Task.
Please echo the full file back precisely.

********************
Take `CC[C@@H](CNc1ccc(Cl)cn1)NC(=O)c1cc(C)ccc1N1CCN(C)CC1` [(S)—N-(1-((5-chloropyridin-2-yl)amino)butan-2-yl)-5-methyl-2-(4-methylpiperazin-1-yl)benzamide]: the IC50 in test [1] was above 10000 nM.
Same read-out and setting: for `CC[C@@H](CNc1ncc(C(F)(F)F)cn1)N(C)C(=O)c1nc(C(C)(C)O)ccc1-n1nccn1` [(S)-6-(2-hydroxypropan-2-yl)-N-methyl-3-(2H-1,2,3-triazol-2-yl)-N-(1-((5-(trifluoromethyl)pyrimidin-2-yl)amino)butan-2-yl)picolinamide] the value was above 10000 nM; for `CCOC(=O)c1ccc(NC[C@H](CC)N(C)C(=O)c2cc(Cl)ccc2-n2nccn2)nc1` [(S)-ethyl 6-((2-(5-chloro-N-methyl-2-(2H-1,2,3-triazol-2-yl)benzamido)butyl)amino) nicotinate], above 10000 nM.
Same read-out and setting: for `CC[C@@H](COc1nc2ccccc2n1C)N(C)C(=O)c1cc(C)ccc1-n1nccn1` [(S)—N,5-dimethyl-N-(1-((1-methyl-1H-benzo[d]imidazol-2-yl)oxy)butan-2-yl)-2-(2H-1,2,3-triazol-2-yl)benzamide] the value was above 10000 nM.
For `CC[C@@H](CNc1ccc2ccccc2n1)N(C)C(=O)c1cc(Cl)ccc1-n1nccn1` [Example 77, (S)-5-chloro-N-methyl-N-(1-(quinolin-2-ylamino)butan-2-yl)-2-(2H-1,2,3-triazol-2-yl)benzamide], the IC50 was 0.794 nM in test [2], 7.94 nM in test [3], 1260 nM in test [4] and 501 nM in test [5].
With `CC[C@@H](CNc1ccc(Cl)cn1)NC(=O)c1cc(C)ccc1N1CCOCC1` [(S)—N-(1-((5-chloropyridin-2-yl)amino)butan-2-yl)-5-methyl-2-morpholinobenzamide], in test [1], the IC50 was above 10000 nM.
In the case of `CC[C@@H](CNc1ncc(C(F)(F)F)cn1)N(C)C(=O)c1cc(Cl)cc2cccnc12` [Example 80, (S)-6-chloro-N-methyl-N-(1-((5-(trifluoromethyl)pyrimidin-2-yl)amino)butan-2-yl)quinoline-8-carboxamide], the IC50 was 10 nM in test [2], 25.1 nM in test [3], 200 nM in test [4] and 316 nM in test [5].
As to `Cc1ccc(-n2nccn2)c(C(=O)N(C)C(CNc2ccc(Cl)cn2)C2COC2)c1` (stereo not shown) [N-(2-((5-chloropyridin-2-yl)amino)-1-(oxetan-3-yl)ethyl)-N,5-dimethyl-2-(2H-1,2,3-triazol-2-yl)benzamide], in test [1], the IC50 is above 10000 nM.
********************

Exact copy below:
Take `CC[C@@H](CNc1ccc(Cl)cn1)NC(=O)c1cc(C)ccc1N1CCN(C)CC1` [(S)—N-(1-((5-chloropyridin-2-yl)amino)butan-2-yl)-5-methyl-2-(4-methylpiperazin-1-yl)benzamide]: the IC50 in test [1] was above 10000 nM.
Same read-out and setting: for `CC[C@@H](CNc1ncc(C(F)(F)F)cn1)N(C)C(=O)c1nc(C(C)(C)O)ccc1-n1nccn1` [(S)-6-(2-hydroxypropan-2-yl)-N-methyl-3-(2H-1,2,3-triazol-2-yl)-N-(1-((5-(trifluoromethyl)pyrimidin-2-yl)amino)butan-2-yl)picolinamide] the value was above 10000 nM; for `CCOC(=O)c1ccc(NC[C@H](CC)N(C)C(=O)c2cc(Cl)ccc2-n2nccn2)nc1` [(S)-ethyl 6-((2-(5-chloro-N-methyl-2-(2H-1,2,3-triazol-2-yl)benzamido)butyl)amino) nicotinate], above 10000 nM.
Same read-out and setting: for `CC[C@@H](COc1nc2ccccc2n1C)N(C)C(=O)c1cc(C)ccc1-n1nccn1` [(S)—N,5-dimethyl-N-(1-((1-methyl-1H-benzo[d]imidazol-2-yl)oxy)butan-2-yl)-2-(2H-1,2,3-triazol-2-yl)benzamide] the value was above 10000 nM.
For `CC[C@@H](CNc1ccc2ccccc2n1)N(C)C(=O)c1cc(Cl)ccc1-n1nccn1` [Example 77, (S)-5-chloro-N-methyl-N-(1-(quinolin-2-ylamino)butan-2-yl)-2-(2H-1,2,3-triazol-2-yl)benzamide], the IC50 was 0.794 nM in test [2], 7.94 nM in test [3], 1260 nM in test [4] and 501 nM in test [5].
With `CC[C@@H](CNc1ccc(Cl)cn1)NC(=O)c1cc(C)ccc1N1CCOCC1` [(S)—N-(1-((5-chloropyridin-2-yl)amino)butan-2-yl)-5-methyl-2-morpholinobenzamide], in test [1], the IC50 was above 10000 nM.
In the case of `CC[C@@H](CNc1ncc(C(F)(F)F)cn1)N(C)C(=O)c1cc(Cl)cc2cccnc12` [Example 80, (S)-6-chloro-N-methyl-N-(1-((5-(trifluoromethyl)pyrimidin-2-yl)amino)butan-2-yl)quinoline-8-carboxamide], the IC50 was 10 nM in test [2], 25.1 nM in test [3], 200 nM in test [4] and 316 nM in test [5].
As to `Cc1ccc(-n2nccn2)c(C(=O)N(C)C(CNc2ccc(Cl)cn2)C2COC2)c1` (stereo not shown) [N-(2-((5-chloropyridin-2-yl)amino)-1-(oxetan-3-yl)ethyl)-N,5-dimethyl-2-(2H-1,2,3-triazol-2-yl)benzamide], in test [1], the IC50 is above 10000 nM.